It had been an eclectic mix of officers and senior NCO, from absolute professionals to misfits unsuited to regimental service who thrived in an operational environment.

Competition for AATTV postings was intense, seen as a form of military elitism, particularly by those whose expectations for further challenging appointments was probably limited.

CLICK LINK to continue reading …

Last men standing did one hell of a job | Australian Defence History, Policy and Veterans Issues (


Sadly, we have received reliable information that former RSM, Kevin Duncan Stockley passed away on 6 Jan 2023 followed by his wife within 24 hours.

Due to the circumstances, the family are holding a private funeral at 2.30pm Friday 20 Jan 23 at White Lady Funerals, 210 Kelvin Grove Road, Kelvin Grove, Brisbane – however the family has extended an invitation to those who served with Kevin to attend.

Please join with us in offering our deepest sympathy to those who will mourn the passing of a loved one.  Another 6 RAR family member, taken too soon.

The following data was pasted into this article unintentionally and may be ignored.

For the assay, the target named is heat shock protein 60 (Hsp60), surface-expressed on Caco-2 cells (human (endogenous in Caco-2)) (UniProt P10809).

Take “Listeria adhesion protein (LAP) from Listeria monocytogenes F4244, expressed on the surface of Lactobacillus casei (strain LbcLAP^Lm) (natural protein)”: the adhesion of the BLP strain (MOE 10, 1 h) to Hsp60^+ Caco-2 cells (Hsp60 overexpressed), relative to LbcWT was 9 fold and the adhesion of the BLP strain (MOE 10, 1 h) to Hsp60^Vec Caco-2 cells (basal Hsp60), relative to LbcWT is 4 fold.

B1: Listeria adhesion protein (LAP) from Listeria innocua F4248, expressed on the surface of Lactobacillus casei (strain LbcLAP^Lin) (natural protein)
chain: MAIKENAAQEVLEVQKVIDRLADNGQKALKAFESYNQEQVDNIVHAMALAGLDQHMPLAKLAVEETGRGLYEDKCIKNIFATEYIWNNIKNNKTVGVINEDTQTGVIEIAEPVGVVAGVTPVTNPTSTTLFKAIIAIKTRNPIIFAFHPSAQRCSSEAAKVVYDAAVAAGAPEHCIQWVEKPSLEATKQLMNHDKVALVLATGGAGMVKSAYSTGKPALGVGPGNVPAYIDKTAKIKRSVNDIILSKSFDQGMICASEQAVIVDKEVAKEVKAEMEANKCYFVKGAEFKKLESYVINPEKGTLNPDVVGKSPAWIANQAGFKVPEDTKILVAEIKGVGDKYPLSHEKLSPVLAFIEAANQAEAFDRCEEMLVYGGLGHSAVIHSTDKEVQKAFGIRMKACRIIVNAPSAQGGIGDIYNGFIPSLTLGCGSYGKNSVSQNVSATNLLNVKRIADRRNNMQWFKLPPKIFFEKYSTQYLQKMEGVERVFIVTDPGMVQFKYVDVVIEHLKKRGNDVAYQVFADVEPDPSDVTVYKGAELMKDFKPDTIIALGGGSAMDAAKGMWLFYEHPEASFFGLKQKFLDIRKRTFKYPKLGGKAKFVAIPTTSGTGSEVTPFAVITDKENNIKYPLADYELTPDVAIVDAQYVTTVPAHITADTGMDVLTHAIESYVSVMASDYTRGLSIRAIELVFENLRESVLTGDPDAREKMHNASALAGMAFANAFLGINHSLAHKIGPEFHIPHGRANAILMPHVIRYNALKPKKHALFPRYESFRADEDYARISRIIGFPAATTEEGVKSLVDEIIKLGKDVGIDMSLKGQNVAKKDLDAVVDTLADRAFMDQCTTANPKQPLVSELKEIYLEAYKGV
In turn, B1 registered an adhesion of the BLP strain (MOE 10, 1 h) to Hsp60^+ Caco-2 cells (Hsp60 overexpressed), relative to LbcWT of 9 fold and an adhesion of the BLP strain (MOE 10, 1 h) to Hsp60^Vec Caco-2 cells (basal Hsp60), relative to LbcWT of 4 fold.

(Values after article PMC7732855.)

Allan Whelan, Secretary

VALE: 1411309 GREGORY (GREG) REGINALD HANSEN, 7, 1, 2, 8, 8/9, 2/4 & 6 RAR

Sadly, we have received confirmation via numerous sources that GREG HANSEN passed away in the early hours of 12 Jan 23.

As you can see from the heading, Greg served in many RAR Battalions including 6 RAR as the Battalion 2IC in the late 90’s or early 2000’s.

The funeral will be at the Mt Thompson Crematorium, 329 Nursery Rd, Holland Park QLD ((07) 3349 2001), at 2pm 20th of January 2023.

Medals to be worn.

Please join with us in offering our deepest sympathy to those who will mourn the passing of a loved one.  Another 6 RAR family member, taken too soon.


Allan Whelan, Secretary